All the talk around this visit has been about boosting tourism, encouraging American desires to visit Ireland. In the short term that is a laudable goal, and will bring some money into the country - but nations do not get rich on tourism alone. The world leaders in tourist numbers last year were France, the US and China. But, to take China as an example, tourism has not produced that nation's stunning economic performance - rather, the growth in its tourism sector has been fuelled by gains won in other sectors first. Ireland should encourage tourism - but we need to develop all sectors of our exporting economy. After all, we all know what happened the last time our economy became a one-trick property pony.

Ah, maybe I'm just being cranky. I suppose I just don't like the leprechaun cliches too much - especially as the stereotype never seems to extend to the Irish having pots of gold.

Tuesday, May 10, 2011

Ireland Gets Schooled in International Affairs

One of the most interesting revelations from the article by Dr. Doom (known to mere mortals as Morgan Kelly) in last Saturday's Irish Times was the role played by the United States in "torpedoing" (to use DD's phrase) a plan by the IMF to offer Ireland a bail-out on terms far less onerous than those subsequently secured under the actual ECB/IMF deal.

At first, I was shocked that Treasury Secretary Geithner could stab us in the back so ruthlessly - et tu Timmy? Sinking Ireland's recovery just because you don't like the idea of burning bondholders? Worried about the questions it might raise about your own government's policies?

My emotive gut-reaction was almost to engage in a bout of anti-Americanism - quite a change from a week earlier when I had been tempted to join in with the chants of "USA! USA! USA!" following the events in Abbotabad. I am, for an Irishman, a sufficient right-wing nutjob that America can do little wrong in my eyes. Which makes it all the more painful that the US has tag-teamed with the German's and Brussels to stamp all over us, and pin the poor investments of European bankers on the Irish taxpayer.

Of course, my initial teary-eyed whinging soon gave way to more sober realism - this is what nations, particularly powerful ones, do. They protect their interests. In fact, this is one reason why I admire the United States - it stands up for its interests, and pays heed to the international community only as a means to make to get its ends accomplished. When such international structures get in the way, they are ignored. The SEAL operation in Abbotabad was, at least as a violation of Pakistani sovereignty, illegal. But it was in America's best interests, so international law be damned. It might be brutal, but you have to admire the almost elegant pragmatism.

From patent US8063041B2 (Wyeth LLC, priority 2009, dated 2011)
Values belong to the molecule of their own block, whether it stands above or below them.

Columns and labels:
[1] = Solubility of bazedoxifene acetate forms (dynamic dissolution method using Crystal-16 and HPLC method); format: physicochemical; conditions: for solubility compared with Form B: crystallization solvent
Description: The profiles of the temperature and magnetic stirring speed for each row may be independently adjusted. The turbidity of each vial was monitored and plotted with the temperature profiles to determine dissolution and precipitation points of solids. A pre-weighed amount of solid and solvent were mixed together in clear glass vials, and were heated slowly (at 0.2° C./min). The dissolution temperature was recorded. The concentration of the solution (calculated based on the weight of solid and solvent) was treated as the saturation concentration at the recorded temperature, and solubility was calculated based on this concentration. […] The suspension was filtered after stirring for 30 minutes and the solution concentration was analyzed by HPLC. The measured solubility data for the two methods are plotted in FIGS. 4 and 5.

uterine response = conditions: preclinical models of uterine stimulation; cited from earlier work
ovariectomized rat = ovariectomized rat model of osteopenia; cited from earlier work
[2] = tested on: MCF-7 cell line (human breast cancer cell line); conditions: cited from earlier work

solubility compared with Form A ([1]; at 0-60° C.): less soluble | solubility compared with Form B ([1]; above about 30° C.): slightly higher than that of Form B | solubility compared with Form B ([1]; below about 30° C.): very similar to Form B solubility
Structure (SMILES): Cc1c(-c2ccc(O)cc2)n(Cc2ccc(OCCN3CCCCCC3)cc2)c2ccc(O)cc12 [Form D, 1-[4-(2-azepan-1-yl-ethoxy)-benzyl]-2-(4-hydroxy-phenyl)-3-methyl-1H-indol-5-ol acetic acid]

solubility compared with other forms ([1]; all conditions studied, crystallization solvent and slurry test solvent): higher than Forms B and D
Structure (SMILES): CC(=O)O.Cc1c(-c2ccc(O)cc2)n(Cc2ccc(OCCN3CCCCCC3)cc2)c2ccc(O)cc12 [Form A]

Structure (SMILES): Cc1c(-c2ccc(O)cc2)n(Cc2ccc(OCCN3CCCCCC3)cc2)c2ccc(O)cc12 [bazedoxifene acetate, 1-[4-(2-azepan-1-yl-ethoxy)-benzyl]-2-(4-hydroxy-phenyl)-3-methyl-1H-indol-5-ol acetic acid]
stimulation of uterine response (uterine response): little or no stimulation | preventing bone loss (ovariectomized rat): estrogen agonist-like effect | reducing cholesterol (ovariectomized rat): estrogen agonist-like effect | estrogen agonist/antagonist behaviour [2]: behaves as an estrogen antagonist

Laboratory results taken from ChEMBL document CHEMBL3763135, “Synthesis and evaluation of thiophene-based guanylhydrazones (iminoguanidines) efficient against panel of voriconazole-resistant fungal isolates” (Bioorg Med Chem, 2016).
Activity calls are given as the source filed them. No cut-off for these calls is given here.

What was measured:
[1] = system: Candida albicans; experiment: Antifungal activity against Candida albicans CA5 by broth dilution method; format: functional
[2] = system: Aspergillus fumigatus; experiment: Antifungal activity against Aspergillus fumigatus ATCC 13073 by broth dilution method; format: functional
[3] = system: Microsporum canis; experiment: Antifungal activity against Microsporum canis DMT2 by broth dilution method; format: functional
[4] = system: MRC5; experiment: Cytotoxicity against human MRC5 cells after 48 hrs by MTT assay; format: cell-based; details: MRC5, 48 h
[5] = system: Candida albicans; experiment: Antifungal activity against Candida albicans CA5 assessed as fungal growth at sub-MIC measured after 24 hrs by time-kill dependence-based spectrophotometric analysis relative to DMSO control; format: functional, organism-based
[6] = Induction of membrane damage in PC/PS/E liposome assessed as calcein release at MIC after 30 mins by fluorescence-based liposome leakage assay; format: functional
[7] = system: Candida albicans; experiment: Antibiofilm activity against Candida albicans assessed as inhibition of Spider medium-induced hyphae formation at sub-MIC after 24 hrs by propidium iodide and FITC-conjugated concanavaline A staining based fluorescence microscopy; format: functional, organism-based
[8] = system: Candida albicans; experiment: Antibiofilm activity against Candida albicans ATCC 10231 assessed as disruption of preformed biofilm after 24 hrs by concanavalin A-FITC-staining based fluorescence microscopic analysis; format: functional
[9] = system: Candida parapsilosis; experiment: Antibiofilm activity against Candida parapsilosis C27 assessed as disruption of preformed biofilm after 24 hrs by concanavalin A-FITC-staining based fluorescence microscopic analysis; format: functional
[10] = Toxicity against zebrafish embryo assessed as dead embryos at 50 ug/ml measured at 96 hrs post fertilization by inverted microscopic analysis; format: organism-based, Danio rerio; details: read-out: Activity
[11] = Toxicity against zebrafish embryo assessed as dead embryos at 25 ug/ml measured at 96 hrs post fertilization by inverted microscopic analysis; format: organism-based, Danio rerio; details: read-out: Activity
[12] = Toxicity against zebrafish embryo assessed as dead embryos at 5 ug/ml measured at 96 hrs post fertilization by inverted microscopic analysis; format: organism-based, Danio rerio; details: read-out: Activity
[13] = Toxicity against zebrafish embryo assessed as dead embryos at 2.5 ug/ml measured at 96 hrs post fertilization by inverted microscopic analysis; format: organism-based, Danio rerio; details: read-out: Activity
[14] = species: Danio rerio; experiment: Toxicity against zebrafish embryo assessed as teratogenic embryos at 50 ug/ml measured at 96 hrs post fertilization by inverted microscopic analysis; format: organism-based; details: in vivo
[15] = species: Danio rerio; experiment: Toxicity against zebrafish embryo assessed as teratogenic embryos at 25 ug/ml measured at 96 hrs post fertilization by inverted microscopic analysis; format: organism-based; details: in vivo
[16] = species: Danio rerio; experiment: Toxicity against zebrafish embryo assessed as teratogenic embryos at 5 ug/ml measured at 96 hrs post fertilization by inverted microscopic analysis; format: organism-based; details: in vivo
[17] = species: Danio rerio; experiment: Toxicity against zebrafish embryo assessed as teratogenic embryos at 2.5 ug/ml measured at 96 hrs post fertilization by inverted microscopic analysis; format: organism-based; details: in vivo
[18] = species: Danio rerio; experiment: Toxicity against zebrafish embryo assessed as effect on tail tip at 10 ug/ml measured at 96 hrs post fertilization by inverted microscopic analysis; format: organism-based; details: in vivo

The problem with our politicians in Ireland is they actually believe this "international community" guff - they think the EU is a happy club of European nations that aims to treat all members equally, rather than a structure for the major European powers to exert their soft power. We have benefited greatly from membership of the European club - but Germany has also done well out of the Union. After all, where would Germany's export economy be now without the wider Eurozone to dampen down the inflationary pressures? How much would a Merc cost if it was manufactured in a Deutschmark economy. Similarly, at the 4th attempt (counting the Franco-Prussian War), Germany is now able to exert real political power throughout Europe, almost unopposed by any of the other formerly great European powers. And without the, eh, unpleasantness of the last few attempts.

Germany is a big country, and big countries like to exert influence; there is nothing inherently wrong with that. The injustice lies in the fact that our political elite feel that there is some moral onus on them to meekly accept this influence. Today, we are witnessing the massive price Ireland has paid for missing out on the Second World War (admittedly, there would have been some downsides to taking part!). Nations of similar size and political weight to us, such as Denmark, Finland and the Netherlands, didn't get to skip the whole "apocalypse made real" thing between 1939 and 1945 - they had to deal with a war, not just an "Emergency". As such, they know that sovereignty and independence are precious, but also fragile. They know that a nation can be here today and Anschlussed tomorrow. What's more, they understand that if you engage in messy governance, wink at corruption, or ignore systemic economic problems, you are increasing the risk that you will lose your say over your own country. Great powers are always looking to gobble up more territories, and will add you to their empire/sphere of influence/bloc or whatever they're calling it these days, if you present them with an opportunity.

But in Ireland, our leaders don't see that. They think the Finns are listening to Timo Soini because of anti-immigrant sentiment. They assume the Danes stayed out of the Euro because of small-minded obstinancy. They think the Dutch Finance Minister is backing Ireland's low, low corporation tax because the Dutch are just nice guys. The simple fact is the Finns don't want to pay for a Euro bailout, and voted accordingly; the Danes realised that their "small, open economy" would be derailed by a common currency, and the Dutch are thinking "hang on, if the Irish aren't allowed set their own taxes, how long till we start getting told how to run the show here?". These countries take their national interests, their sovereignty as states, seriously, because not that long ago they were nearly wiped out. In Ireland, meanwhile, the great and the good want to keep Europe happy, on the off-chance they might be made EU Commissioner for Science and Innovation.